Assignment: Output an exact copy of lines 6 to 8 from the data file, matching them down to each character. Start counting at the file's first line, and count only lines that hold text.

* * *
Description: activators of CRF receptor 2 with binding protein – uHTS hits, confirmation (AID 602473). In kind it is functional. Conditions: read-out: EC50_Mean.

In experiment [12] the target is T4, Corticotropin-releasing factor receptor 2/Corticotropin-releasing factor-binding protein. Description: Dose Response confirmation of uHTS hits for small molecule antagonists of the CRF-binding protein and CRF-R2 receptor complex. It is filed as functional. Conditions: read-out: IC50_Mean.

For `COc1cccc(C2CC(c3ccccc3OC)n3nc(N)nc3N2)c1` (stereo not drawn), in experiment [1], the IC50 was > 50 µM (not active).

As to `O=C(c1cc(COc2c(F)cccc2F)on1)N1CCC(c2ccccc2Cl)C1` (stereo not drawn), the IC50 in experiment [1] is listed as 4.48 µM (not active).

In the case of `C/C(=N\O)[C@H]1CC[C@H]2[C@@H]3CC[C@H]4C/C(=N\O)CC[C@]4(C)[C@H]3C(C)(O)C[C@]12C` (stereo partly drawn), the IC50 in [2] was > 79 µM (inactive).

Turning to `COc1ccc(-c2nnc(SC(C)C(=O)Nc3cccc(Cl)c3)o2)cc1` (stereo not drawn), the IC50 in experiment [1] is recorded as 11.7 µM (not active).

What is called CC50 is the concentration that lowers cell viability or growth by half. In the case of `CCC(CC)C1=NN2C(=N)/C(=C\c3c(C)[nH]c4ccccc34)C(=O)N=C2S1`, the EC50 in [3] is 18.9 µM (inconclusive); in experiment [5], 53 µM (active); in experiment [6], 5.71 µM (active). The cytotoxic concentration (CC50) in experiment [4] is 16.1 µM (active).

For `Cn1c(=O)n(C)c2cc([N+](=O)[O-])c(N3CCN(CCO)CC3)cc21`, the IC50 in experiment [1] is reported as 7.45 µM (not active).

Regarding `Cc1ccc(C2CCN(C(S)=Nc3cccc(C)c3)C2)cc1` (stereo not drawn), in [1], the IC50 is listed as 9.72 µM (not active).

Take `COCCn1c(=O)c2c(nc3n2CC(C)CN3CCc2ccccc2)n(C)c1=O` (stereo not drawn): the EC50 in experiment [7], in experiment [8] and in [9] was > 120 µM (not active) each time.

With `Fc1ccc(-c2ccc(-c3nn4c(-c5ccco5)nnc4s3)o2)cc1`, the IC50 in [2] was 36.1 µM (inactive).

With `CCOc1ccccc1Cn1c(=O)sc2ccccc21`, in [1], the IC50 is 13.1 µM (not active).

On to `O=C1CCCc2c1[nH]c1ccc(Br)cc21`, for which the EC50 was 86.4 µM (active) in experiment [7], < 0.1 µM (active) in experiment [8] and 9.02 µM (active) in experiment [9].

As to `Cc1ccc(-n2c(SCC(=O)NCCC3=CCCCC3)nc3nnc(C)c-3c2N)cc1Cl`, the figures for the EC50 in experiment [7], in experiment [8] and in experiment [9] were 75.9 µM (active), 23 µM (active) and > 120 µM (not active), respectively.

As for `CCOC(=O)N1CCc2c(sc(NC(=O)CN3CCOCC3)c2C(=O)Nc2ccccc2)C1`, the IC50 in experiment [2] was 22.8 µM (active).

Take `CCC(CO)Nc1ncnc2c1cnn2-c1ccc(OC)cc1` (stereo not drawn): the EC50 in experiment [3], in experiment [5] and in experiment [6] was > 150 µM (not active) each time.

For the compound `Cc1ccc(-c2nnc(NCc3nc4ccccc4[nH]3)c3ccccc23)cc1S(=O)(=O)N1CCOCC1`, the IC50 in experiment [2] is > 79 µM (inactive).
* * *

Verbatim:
Turning to `COc1ccc(-c2nnc(SC(C)C(=O)Nc3cccc(Cl)c3)o2)cc1` (stereo not drawn), the IC50 in experiment [1] is recorded as 11.7 µM (not active).

What is called CC50 is the concentration that lowers cell viability or growth by half. In the case of `CCC(CC)C1=NN2C(=N)/C(=C\c3c(C)[nH]c4ccccc34)C(=O)N=C2S1`, the EC50 in [3] is 18.9 µM (inconclusive); in experiment [5], 53 µM (active); in experiment [6], 5.71 µM (active). The cytotoxic concentration (CC50) in experiment [4] is 16.1 µM (active).

For `Cn1c(=O)n(C)c2cc([N+](=O)[O-])c(N3CCN(CCO)CC3)cc21`, the IC50 in experiment [1] is reported as 7.45 µM (not active).